Tag Archives: Debra Avara

Money Talk Monday: Investing is no simple task

Can you explain investing and the stock market like I'm five? Or at least like I'm a new college student? Wow - that is a loaded question. And the simple answer is no. Investing in the stock market is not something to be done lightly. You must start by learning. Read more [...]

Money Talk Monday: Smart debt pays off

Is there such a thing as "smart debt"? Is it really better to buy the big stuff on credit than to pay cash? If not, how do you build your credit without getting into massive debt? Yes, there is such a thing as smart debt. Most financial advisors say that smart debt is anything that can help you financially. Read more [...]

Money Talk Monday: Only take what you need

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If I've already taken out student loans, what can I do now to help me get ahead of the debt once I graduate? Very good question. The thing about student loans is that many students are taking them simply because they were told they qualify for them. Read more [...]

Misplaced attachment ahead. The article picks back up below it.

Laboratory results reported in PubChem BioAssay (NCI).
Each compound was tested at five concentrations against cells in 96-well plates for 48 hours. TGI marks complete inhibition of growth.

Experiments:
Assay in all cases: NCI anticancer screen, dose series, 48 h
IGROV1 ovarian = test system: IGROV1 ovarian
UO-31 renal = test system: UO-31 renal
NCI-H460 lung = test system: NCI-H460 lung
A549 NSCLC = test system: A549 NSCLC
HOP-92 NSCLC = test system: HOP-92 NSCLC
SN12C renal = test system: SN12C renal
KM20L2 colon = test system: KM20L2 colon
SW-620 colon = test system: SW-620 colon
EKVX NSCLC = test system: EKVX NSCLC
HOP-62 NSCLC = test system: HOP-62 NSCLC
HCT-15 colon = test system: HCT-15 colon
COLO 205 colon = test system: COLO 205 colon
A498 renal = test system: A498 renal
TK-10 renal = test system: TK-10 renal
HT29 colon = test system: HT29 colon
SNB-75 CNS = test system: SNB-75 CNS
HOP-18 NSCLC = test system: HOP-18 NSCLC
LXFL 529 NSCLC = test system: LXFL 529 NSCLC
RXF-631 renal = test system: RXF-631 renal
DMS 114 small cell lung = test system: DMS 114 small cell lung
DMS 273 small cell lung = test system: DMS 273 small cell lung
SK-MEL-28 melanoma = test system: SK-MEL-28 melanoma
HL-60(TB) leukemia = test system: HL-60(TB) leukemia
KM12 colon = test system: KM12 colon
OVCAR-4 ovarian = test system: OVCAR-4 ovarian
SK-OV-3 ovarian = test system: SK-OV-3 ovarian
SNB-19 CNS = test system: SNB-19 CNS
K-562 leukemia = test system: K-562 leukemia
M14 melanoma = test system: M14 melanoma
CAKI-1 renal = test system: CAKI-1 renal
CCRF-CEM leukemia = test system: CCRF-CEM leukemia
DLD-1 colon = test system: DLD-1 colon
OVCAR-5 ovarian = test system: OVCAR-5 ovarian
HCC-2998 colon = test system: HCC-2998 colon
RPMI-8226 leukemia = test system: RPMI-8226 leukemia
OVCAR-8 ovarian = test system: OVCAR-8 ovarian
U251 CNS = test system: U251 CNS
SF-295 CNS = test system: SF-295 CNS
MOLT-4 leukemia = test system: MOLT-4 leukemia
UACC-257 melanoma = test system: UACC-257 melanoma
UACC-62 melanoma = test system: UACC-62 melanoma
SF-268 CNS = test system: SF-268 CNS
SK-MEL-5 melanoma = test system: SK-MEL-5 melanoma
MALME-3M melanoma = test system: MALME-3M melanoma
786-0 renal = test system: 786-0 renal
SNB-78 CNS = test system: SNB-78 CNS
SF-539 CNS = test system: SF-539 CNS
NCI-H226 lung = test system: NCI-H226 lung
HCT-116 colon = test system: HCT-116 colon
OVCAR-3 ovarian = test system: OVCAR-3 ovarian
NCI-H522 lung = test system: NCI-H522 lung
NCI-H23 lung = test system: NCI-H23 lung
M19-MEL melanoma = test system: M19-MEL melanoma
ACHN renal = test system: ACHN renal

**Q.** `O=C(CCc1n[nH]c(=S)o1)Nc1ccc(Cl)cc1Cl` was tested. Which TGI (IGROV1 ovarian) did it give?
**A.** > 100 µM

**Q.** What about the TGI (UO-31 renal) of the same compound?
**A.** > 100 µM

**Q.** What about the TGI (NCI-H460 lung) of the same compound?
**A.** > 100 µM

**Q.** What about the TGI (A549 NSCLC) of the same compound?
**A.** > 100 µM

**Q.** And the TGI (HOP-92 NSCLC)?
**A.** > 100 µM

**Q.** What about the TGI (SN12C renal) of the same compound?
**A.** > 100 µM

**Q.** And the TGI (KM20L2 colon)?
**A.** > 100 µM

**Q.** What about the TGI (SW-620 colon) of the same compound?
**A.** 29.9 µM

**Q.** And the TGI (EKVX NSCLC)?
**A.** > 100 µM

Money Talk Monday: New law gives dependents access to credit

By Debra Avara

 

Released in the Sunday morning paper, an adjustment to an old law went into effect Nov. 4.

Passed in 2009, the Credit Card Accountability Responsibility and Disclosure Act, aimed in part of keeping young adults out of credit card debt, also required credit applicants to have an income to qualify.

This adjustment now requires credit card issuers to consider household income, not just individual income. This will allow dependents, including college students still on their parents taxes as dependents, and stay-at-home spouses (and those with similar arrangements), access to credit cards, as long as their parents/spouses are credit-worthy.

Coming just in time for the holiday shopping season, they suspect credit card companies, stores and card holders will make good use of this change.

Please do not go overboard and charge, charge, charge. Suze Ormans’ rule of thumb – if you can’t pay if off in two months time, you shouldn’t be putting it on a charge card. Check your budget and see what you can afford. You don’t need to impress anyone. Stay true to your budget.